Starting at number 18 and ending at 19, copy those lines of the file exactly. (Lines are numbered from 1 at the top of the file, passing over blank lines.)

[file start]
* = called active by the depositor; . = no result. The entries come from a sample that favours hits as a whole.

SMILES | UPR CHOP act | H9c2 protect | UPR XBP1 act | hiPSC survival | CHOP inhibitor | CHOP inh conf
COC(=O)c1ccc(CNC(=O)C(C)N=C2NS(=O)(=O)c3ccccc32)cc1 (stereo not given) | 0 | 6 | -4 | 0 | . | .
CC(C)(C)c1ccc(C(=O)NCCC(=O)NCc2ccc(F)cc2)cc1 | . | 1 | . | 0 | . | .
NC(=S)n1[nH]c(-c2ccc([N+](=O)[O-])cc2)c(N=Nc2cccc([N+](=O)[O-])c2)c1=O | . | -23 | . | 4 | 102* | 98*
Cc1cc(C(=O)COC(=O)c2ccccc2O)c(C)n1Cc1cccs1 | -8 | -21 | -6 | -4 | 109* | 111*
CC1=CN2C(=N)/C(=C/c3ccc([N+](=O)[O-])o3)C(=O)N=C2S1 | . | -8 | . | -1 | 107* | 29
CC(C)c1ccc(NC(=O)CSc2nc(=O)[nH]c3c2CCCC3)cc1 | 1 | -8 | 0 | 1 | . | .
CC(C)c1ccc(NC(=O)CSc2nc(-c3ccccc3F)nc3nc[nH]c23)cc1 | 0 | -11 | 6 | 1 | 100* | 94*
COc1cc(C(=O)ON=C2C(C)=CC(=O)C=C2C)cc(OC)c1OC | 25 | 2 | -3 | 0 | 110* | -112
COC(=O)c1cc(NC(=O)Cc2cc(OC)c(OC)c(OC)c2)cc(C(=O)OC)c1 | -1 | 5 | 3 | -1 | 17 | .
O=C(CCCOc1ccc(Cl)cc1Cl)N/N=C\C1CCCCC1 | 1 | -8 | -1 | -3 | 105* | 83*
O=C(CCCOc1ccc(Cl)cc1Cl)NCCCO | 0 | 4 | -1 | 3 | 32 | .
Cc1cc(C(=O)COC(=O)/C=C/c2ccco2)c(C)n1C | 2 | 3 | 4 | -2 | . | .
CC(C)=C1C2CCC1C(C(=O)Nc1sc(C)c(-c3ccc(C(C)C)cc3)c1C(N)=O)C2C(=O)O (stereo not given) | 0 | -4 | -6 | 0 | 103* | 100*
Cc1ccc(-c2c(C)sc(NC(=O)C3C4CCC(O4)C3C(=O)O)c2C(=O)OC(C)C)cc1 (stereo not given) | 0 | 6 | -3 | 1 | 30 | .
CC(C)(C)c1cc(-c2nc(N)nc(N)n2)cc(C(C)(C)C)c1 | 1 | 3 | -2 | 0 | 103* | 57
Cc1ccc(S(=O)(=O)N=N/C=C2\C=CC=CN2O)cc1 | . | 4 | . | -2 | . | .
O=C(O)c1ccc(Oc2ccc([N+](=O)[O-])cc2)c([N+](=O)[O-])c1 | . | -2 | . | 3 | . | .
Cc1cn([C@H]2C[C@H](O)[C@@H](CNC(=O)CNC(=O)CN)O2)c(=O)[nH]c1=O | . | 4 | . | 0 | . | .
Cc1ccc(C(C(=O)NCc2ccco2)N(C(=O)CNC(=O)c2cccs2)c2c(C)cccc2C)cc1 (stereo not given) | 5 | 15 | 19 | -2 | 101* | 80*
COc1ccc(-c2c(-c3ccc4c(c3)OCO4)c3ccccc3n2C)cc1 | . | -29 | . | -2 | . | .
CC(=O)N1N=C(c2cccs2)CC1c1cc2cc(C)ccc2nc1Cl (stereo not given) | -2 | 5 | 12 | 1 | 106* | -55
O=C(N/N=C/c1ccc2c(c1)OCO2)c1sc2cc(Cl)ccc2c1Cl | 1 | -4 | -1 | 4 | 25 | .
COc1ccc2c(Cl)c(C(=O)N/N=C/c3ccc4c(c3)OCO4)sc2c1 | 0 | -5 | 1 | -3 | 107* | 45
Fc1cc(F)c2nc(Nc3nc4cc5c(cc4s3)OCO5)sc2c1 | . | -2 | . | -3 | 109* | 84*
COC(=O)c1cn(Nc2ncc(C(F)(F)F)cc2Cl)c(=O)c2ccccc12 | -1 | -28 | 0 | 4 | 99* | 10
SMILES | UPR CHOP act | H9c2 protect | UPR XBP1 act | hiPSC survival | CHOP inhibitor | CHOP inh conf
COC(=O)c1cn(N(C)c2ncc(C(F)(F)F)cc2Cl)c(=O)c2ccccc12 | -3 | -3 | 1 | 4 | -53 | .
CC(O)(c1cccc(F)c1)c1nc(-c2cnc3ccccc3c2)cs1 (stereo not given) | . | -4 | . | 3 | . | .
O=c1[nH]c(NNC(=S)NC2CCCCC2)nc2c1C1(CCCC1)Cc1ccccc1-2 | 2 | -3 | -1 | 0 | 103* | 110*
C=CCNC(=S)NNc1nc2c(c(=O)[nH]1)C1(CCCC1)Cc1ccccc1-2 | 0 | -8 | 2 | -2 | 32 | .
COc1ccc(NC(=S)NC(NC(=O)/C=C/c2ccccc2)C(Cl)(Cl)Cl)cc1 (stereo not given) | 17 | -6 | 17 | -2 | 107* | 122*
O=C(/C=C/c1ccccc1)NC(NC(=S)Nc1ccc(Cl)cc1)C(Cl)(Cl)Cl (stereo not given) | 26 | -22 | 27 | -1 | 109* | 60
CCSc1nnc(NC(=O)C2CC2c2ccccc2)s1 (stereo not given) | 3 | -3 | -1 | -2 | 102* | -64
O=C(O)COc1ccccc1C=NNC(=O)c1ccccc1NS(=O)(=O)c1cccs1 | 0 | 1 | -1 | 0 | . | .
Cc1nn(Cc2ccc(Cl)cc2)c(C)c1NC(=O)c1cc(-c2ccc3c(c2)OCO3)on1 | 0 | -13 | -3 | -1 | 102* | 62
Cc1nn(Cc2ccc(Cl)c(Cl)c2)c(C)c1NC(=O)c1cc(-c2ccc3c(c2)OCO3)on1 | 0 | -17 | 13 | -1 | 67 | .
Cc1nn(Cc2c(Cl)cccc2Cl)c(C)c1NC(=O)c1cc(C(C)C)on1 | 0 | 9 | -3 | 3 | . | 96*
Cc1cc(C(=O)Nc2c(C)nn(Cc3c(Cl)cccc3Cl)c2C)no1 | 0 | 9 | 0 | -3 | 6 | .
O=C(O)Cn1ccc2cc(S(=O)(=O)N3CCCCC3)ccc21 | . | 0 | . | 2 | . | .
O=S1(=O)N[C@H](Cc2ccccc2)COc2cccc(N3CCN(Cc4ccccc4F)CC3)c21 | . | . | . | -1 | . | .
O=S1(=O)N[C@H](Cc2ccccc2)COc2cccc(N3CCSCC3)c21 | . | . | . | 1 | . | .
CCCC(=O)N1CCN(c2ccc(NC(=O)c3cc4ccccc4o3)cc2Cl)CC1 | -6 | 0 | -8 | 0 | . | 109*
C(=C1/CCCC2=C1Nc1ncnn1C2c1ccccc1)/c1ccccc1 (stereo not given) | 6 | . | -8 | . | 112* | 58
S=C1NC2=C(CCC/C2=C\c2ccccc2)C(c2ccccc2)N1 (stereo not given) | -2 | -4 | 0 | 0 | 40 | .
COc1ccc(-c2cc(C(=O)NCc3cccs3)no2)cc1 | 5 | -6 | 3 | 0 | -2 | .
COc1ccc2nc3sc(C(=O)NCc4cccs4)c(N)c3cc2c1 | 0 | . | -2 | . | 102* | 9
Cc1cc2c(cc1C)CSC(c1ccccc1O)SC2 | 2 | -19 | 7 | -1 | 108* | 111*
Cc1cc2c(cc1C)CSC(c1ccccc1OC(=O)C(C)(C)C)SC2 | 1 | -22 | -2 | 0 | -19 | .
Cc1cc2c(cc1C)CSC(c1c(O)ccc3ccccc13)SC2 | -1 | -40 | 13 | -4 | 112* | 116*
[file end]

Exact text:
Cc1ccc(S(=O)(=O)N=N/C=C2\C=CC=CN2O)cc1 | . | 4 | . | -2 | . | .
O=C(O)c1ccc(Oc2ccc([N+](=O)[O-])cc2)c([N+](=O)[O-])c1 | . | -2 | . | 3 | . | .